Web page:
The first theologians struggled with unity and diversity, inclusivity and individuality. There is only one God, and although the Father, the Son and the Holy Spirit all share the same substance (ousia) they are three independent persons (hypostases). The theological struggle we have understanding unity and diversity in the mystery of the Holy Trinity is however as nothing as compared to our human struggle to recognise the value of unity and diversity in our human race. We are all one people, we share the same DNA – the same substance – and yet we are all different: different races and colours, different languages and cultures; different histories and temperaments. Many of the worlds conflicts show how ill we live with our differences and how human beings have a history of trying to make everyone like themselves. ‘Love the alien’ we read in the book of Deuteronomy written some 2,500 – 3,000 years ago. We still have to learn to love the alien.
The work of the Truth and Reconciliation Commission, which comes to a close on May 31st, testifies to our sorry attempts to turn other people into ourselves. Indigenous people, nations with a vibrant and rich culture, language, art, way of life were taken away from their families and homes so that we could attempt to force their children to be like us. This is always the history of colonisation and it is the history of the churches in the residential schools of Canada. The truth of our abuse is hard, and the road to reconciliation is long. The sins of our forebears continue to wreak their havoc in people’s lives today – and our country and our church are impoverished by not having learned from the people who walked this land before we did.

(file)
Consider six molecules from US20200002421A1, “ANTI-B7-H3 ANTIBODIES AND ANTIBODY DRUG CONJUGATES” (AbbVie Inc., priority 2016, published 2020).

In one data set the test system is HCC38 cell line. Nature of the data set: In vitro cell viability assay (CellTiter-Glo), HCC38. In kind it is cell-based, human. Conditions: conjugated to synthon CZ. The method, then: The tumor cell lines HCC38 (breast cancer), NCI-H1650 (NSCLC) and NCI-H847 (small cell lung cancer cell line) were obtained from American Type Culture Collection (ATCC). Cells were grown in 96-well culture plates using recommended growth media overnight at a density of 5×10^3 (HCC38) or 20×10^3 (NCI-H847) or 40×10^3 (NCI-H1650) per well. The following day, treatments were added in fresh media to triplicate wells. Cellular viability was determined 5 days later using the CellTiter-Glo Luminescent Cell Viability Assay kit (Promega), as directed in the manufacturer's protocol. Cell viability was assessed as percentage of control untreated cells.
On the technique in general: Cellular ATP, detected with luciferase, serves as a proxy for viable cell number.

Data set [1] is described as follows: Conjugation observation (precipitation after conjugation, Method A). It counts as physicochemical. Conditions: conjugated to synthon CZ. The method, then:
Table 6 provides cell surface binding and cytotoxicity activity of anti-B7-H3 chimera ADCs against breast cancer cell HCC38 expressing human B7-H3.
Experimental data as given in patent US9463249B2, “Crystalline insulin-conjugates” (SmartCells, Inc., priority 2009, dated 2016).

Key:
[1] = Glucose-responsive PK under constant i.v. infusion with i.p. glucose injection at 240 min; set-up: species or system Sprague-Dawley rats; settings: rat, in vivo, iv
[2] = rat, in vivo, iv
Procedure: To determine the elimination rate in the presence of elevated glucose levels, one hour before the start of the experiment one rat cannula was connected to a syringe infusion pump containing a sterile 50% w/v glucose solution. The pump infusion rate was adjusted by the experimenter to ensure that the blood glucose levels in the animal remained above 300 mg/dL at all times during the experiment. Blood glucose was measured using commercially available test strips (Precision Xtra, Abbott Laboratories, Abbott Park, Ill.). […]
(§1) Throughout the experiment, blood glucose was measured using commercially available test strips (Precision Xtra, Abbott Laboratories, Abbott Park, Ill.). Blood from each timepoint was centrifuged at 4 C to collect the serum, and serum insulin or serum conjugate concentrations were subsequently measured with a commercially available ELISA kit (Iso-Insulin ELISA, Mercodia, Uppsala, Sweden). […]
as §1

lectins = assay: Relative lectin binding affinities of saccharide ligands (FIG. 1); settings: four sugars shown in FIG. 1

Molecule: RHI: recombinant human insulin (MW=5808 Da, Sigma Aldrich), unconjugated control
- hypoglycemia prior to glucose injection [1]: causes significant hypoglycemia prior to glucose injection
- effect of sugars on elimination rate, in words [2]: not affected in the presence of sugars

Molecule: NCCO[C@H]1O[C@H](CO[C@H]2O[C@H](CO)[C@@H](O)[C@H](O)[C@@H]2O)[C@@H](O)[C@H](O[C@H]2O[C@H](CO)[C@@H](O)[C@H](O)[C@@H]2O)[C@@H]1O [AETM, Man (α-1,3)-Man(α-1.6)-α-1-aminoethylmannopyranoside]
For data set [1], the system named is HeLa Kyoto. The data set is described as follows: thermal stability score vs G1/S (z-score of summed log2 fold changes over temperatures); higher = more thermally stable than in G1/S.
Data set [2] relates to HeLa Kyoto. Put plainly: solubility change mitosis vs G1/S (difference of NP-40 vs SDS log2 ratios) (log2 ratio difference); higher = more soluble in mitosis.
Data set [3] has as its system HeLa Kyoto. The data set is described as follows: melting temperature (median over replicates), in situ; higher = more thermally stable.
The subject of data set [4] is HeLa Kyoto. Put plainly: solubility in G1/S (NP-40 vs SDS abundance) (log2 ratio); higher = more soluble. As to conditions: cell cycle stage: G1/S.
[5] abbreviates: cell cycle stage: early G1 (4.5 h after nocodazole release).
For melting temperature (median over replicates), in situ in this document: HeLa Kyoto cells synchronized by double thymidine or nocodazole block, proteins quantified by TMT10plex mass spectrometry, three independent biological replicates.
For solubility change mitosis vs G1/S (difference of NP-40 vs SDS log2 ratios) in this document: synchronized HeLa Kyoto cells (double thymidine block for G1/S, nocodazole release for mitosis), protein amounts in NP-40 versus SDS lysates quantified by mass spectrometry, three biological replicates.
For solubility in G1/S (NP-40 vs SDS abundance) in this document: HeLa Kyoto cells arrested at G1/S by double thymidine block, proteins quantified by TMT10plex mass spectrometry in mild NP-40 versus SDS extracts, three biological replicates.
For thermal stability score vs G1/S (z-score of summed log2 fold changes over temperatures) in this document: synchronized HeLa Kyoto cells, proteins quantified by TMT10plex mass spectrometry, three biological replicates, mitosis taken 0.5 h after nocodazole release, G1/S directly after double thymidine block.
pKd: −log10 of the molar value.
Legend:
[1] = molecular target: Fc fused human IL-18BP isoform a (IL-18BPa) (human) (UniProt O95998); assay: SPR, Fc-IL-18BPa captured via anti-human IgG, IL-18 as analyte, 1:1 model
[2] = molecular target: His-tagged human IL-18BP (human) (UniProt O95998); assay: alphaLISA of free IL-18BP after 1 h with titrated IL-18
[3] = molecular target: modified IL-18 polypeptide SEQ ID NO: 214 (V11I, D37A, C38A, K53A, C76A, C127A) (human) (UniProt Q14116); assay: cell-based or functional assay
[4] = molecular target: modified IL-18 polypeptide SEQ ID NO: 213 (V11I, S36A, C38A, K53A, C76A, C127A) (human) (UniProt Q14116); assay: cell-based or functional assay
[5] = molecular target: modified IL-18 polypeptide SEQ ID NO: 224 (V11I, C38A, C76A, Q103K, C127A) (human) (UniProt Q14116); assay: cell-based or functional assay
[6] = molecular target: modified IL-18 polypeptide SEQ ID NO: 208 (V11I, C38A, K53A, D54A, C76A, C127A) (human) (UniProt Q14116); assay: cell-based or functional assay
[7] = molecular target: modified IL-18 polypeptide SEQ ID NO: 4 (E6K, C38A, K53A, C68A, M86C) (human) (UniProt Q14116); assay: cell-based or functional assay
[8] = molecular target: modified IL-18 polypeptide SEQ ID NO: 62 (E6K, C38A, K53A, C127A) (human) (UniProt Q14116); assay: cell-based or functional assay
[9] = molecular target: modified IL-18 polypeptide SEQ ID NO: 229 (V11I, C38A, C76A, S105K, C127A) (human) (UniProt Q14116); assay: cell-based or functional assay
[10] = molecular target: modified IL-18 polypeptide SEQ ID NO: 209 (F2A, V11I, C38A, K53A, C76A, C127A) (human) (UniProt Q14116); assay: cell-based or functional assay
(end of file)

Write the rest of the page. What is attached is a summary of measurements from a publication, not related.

We will mark the close of the Truth and Reconciliation Commission in a number of ways at the Cathedral. Along with churches and cathedrals across the country, we will ring the cathedral bell on Sunday 31st May at noon. We will ring the bell 1122 times each Wednesday afternoon to remember the 1122 aboriginal women who have gone missing. See www.22days.ca
On Sunday 7th June at the 10am service we welcome Lee Greyfeather and Leslie West and other members of the First Nations to preach and take part in the Eucharist. After that Eucharist SJAG is offering a presentation on the TRC and the North.
And on Sunday 14th June between 5.30pm and 7pm we welcome elders and leaders from the Mohawk community, with drummers and dancers, along with Bishop Barry and other church leaders, in a celebration of friendship: for ‘this ending is only the beginning’.